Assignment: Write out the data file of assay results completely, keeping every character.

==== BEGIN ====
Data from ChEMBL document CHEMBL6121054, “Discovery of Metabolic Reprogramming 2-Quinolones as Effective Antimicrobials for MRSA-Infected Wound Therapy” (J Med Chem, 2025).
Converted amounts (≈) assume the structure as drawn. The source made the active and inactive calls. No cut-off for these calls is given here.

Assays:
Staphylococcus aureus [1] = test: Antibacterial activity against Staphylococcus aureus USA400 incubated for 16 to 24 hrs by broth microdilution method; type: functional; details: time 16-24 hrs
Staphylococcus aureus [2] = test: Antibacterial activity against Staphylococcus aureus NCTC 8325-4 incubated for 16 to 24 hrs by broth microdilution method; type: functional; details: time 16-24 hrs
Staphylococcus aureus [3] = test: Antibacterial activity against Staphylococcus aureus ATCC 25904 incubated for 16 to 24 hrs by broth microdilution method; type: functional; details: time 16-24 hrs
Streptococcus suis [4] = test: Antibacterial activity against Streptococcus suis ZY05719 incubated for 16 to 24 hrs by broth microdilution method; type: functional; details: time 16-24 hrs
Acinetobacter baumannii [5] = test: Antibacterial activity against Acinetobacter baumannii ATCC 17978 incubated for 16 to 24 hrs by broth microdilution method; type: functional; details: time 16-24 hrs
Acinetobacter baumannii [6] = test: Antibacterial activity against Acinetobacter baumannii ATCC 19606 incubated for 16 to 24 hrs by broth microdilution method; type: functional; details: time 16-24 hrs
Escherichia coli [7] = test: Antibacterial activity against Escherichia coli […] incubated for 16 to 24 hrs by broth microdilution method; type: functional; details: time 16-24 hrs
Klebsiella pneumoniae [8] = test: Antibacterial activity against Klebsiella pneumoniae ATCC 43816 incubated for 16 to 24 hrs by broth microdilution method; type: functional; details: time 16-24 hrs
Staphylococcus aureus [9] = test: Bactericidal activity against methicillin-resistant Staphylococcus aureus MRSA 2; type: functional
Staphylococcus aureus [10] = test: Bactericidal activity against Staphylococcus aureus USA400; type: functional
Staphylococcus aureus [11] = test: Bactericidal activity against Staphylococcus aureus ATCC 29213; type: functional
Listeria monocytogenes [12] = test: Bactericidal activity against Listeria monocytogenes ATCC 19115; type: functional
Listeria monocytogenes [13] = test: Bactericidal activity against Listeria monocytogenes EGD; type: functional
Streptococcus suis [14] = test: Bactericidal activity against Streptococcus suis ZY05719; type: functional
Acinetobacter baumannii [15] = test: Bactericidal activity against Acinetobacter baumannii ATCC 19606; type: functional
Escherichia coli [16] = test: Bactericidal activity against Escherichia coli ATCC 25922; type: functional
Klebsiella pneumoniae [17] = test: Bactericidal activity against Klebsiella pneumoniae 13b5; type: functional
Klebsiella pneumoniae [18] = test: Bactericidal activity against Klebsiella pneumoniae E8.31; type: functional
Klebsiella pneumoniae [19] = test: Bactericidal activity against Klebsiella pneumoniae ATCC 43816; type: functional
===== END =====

Data from ChEMBL document CHEMBL6121054, “Discovery of Metabolic Reprogramming 2-Quinolones as Effective Antimicrobials for MRSA-Infected Wound Therapy” (J Med Chem, 2025).
Converted amounts (≈) assume the structure as drawn. The source made the active and inactive calls. No cut-off for these calls is given here.

Assays:
Staphylococcus aureus [1] = test: Antibacterial activity against Staphylococcus aureus USA400 incubated for 16 to 24 hrs by broth microdilution method; type: functional; details: time 16-24 hrs
Staphylococcus aureus [2] = test: Antibacterial activity against Staphylococcus aureus NCTC 8325-4 incubated for 16 to 24 hrs by broth microdilution method; type: functional; details: time 16-24 hrs
Staphylococcus aureus [3] = test: Antibacterial activity against Staphylococcus aureus ATCC 25904 incubated for 16 to 24 hrs by broth microdilution method; type: functional; details: time 16-24 hrs
Streptococcus suis [4] = test: Antibacterial activity against Streptococcus suis ZY05719 incubated for 16 to 24 hrs by broth microdilution method; type: functional; details: time 16-24 hrs
Acinetobacter baumannii [5] = test: Antibacterial activity against Acinetobacter baumannii ATCC 17978 incubated for 16 to 24 hrs by broth microdilution method; type: functional; details: time 16-24 hrs
Acinetobacter baumannii [6] = test: Antibacterial activity against Acinetobacter baumannii ATCC 19606 incubated for 16 to 24 hrs by broth microdilution method; type: functional; details: time 16-24 hrs
Escherichia coli [7] = test: Antibacterial activity against Escherichia coli […] incubated for 16 to 24 hrs by broth microdilution method; type: functional; details: time 16-24 hrs
Klebsiella pneumoniae [8] = test: Antibacterial activity against Klebsiella pneumoniae ATCC 43816 incubated for 16 to 24 hrs by broth microdilution method; type: functional; details: time 16-24 hrs
Staphylococcus aureus [9] = test: Bactericidal activity against methicillin-resistant Staphylococcus aureus MRSA 2; type: functional
Staphylococcus aureus [10] = test: Bactericidal activity against Staphylococcus aureus USA400; type: functional
Staphylococcus aureus [11] = test: Bactericidal activity against Staphylococcus aureus ATCC 29213; type: functional
Listeria monocytogenes [12] = test: Bactericidal activity against Listeria monocytogenes ATCC 19115; type: functional
Listeria monocytogenes [13] = test: Bactericidal activity against Listeria monocytogenes EGD; type: functional
Streptococcus suis [14] = test: Bactericidal activity against Streptococcus suis ZY05719; type: functional
Acinetobacter baumannii [15] = test: Bactericidal activity against Acinetobacter baumannii ATCC 19606; type: functional
Escherichia coli [16] = test: Bactericidal activity against Escherichia coli ATCC 25922; type: functional
Klebsiella pneumoniae [17] = test: Bactericidal activity against Klebsiella pneumoniae 13b5; type: functional
Klebsiella pneumoniae [18] = test: Bactericidal activity against Klebsiella pneumoniae E8.31; type: functional
Klebsiella pneumoniae [19] = test: Bactericidal activity against Klebsiella pneumoniae ATCC 43816; type: functional